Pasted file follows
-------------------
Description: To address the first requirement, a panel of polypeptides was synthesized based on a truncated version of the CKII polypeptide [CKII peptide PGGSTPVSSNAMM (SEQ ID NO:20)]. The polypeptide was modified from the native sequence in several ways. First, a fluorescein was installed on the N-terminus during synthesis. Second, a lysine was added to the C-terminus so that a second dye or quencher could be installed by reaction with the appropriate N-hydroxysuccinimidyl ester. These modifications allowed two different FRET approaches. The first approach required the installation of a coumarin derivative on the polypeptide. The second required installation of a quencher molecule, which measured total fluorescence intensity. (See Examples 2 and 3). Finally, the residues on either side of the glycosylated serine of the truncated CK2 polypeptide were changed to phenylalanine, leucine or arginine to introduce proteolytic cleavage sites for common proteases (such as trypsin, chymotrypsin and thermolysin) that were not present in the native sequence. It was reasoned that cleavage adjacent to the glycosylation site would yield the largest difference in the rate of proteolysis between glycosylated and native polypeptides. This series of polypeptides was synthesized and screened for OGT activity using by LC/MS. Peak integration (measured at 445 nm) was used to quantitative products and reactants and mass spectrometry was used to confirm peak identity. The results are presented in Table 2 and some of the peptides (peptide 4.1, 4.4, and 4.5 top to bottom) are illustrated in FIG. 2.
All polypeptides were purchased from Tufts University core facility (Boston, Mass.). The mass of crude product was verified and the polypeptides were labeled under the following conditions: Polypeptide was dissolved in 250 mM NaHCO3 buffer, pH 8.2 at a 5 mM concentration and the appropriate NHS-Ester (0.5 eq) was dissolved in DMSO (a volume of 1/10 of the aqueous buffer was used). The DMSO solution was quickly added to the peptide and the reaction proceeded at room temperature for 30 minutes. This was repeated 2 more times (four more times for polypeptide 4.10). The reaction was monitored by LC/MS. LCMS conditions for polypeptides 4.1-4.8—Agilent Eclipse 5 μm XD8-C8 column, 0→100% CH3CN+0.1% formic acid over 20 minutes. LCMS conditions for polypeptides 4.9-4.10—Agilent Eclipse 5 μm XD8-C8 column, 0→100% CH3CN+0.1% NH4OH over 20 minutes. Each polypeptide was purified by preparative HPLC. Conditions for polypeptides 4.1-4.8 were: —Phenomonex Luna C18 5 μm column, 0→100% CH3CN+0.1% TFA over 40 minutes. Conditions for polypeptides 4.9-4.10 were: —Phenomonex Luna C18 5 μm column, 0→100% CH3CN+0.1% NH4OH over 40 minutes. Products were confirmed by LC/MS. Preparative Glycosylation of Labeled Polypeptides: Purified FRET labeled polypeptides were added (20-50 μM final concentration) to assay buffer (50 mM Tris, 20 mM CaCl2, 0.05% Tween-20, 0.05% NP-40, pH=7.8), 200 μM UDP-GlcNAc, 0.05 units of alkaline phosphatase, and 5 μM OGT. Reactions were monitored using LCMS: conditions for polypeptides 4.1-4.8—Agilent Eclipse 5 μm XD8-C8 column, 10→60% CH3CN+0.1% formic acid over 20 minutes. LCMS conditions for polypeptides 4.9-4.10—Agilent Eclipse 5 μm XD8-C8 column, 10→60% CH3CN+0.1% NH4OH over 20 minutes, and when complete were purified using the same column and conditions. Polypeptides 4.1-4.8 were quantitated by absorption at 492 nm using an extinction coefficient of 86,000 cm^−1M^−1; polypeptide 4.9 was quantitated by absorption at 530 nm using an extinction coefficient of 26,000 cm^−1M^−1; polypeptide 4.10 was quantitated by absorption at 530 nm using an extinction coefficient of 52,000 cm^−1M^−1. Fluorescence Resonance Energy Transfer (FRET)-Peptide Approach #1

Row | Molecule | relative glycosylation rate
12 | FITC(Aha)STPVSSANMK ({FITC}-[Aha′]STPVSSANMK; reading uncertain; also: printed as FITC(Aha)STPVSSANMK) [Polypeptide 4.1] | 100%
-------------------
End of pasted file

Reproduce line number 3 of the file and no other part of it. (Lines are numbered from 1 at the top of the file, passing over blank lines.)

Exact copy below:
Row | Molecule | relative glycosylation rate